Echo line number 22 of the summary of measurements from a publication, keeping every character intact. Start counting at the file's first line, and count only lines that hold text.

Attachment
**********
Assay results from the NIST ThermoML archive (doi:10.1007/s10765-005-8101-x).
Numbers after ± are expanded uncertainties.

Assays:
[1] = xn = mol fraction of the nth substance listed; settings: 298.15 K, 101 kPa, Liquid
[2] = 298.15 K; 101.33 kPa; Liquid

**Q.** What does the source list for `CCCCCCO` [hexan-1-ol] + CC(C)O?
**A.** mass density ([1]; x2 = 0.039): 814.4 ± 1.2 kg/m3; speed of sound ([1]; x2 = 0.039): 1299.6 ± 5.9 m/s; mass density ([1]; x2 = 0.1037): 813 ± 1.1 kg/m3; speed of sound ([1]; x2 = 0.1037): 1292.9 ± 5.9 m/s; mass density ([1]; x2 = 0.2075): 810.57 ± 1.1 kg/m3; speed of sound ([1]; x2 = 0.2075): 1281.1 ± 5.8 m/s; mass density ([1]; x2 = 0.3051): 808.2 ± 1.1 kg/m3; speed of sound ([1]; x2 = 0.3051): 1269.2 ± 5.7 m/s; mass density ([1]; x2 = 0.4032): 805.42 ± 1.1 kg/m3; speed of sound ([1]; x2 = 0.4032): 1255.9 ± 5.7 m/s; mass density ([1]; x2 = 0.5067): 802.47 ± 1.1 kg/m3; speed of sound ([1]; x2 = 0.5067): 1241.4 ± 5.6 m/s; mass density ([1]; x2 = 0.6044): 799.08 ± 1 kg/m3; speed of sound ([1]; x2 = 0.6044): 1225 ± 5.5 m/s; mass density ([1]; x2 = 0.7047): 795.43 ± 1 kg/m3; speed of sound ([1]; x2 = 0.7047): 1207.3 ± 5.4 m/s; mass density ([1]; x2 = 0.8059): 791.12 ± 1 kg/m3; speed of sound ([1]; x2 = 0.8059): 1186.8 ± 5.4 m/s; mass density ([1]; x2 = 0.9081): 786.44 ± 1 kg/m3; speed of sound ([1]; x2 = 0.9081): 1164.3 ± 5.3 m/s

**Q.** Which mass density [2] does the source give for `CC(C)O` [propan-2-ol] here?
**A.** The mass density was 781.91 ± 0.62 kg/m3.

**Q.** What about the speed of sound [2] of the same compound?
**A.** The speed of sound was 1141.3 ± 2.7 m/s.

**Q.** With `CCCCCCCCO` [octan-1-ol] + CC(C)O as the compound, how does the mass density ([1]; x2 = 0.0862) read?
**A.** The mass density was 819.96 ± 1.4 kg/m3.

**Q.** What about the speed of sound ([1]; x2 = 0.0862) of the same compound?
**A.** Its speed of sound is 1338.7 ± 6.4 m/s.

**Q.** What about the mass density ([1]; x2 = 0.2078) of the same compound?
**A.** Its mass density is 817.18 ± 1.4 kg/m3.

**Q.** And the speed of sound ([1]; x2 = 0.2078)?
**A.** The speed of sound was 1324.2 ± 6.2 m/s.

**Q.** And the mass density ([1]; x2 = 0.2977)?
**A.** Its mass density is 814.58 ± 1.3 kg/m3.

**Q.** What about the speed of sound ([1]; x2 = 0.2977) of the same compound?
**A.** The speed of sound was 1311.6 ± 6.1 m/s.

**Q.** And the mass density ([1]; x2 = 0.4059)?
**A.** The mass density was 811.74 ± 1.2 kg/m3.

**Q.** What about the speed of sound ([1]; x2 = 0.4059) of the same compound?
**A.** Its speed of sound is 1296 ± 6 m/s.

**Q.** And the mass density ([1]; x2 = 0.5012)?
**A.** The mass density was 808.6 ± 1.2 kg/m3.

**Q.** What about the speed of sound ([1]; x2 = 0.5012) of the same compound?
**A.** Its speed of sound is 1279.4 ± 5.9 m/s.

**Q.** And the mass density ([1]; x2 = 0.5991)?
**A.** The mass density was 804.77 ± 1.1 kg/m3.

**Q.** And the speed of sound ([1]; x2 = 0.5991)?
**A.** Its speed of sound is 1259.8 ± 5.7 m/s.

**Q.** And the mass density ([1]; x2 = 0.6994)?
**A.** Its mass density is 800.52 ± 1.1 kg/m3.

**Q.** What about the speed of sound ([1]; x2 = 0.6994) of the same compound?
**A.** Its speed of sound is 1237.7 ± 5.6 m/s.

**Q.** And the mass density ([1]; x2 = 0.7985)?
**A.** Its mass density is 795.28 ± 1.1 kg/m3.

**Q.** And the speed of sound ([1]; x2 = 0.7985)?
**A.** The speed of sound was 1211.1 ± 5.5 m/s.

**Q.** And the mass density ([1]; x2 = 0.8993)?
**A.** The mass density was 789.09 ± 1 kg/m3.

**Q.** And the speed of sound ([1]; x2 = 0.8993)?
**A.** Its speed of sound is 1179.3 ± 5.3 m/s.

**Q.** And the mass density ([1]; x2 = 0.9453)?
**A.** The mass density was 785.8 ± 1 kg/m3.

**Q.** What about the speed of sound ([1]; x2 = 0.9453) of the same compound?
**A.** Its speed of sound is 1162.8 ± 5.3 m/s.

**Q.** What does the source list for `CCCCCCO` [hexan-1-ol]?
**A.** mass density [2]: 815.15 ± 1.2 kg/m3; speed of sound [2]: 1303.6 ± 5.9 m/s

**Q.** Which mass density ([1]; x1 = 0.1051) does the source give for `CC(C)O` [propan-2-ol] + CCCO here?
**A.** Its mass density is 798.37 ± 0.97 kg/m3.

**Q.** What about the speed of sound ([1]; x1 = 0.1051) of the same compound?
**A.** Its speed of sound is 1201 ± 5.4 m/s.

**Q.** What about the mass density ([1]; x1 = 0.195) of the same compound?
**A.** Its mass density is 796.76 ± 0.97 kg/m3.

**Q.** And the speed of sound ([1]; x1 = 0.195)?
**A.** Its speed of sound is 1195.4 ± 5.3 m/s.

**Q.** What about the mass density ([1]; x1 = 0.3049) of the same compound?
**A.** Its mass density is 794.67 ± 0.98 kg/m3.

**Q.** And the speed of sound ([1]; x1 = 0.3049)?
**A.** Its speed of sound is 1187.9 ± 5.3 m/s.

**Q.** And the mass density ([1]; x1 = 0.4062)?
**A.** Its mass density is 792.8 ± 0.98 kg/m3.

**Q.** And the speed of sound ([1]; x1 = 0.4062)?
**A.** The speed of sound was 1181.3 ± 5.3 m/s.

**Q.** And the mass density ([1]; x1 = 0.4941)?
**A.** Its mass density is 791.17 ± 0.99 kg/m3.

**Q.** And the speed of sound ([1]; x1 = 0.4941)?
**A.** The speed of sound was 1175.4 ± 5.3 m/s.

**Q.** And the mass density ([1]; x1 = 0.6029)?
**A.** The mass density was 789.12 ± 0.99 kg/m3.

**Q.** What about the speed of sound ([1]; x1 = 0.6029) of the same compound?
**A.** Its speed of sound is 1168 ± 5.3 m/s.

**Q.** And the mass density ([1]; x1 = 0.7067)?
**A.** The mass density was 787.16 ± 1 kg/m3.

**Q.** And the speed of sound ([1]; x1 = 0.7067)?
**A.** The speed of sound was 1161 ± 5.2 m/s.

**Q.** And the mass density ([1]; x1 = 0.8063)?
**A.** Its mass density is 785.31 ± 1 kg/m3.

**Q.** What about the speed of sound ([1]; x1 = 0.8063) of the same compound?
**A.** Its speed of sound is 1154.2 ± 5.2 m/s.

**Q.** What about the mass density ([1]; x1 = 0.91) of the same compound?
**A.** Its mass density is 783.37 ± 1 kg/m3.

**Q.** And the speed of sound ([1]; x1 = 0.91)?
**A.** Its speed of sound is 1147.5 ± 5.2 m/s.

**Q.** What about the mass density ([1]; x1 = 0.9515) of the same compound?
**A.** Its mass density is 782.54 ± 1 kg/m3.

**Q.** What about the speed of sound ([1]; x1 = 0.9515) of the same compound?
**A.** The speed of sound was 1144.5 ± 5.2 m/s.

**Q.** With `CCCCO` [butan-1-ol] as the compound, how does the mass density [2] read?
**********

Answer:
**Q.** What about the speed of sound ([1]; x2 = 0.2977) of the same compound?